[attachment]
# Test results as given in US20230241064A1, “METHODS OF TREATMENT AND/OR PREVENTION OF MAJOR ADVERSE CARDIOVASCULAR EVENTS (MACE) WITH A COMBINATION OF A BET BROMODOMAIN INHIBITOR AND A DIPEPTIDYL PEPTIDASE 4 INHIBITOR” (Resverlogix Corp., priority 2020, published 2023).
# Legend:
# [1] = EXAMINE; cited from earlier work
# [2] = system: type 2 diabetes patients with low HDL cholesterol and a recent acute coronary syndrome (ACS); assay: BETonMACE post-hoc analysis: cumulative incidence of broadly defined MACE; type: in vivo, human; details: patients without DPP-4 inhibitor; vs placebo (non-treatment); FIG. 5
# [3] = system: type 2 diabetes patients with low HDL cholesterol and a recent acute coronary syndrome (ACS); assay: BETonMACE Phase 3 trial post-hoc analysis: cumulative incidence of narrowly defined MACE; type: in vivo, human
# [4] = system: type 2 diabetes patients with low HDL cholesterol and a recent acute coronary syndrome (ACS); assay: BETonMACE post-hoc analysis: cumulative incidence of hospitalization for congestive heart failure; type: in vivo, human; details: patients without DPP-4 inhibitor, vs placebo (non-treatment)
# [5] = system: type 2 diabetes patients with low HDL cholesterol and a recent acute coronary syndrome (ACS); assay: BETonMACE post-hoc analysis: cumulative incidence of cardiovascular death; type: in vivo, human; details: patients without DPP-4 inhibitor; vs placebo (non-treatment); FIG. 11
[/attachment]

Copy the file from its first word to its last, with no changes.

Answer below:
# Test results as given in US20230241064A1, “METHODS OF TREATMENT AND/OR PREVENTION OF MAJOR ADVERSE CARDIOVASCULAR EVENTS (MACE) WITH A COMBINATION OF A BET BROMODOMAIN INHIBITOR AND A DIPEPTIDYL PEPTIDASE 4 INHIBITOR” (Resverlogix Corp., priority 2020, published 2023).
# Legend:
# [1] = EXAMINE; cited from earlier work
# [2] = system: type 2 diabetes patients with low HDL cholesterol and a recent acute coronary syndrome (ACS); assay: BETonMACE post-hoc analysis: cumulative incidence of broadly defined MACE; type: in vivo, human; details: patients without DPP-4 inhibitor; vs placebo (non-treatment); FIG. 5
# [3] = system: type 2 diabetes patients with low HDL cholesterol and a recent acute coronary syndrome (ACS); assay: BETonMACE Phase 3 trial post-hoc analysis: cumulative incidence of narrowly defined MACE; type: in vivo, human
# [4] = system: type 2 diabetes patients with low HDL cholesterol and a recent acute coronary syndrome (ACS); assay: BETonMACE post-hoc analysis: cumulative incidence of hospitalization for congestive heart failure; type: in vivo, human; details: patients without DPP-4 inhibitor, vs placebo (non-treatment)
# [5] = system: type 2 diabetes patients with low HDL cholesterol and a recent acute coronary syndrome (ACS); assay: BETonMACE post-hoc analysis: cumulative incidence of cardiovascular death; type: in vivo, human; details: patients without DPP-4 inhibitor; vs placebo (non-treatment); FIG. 11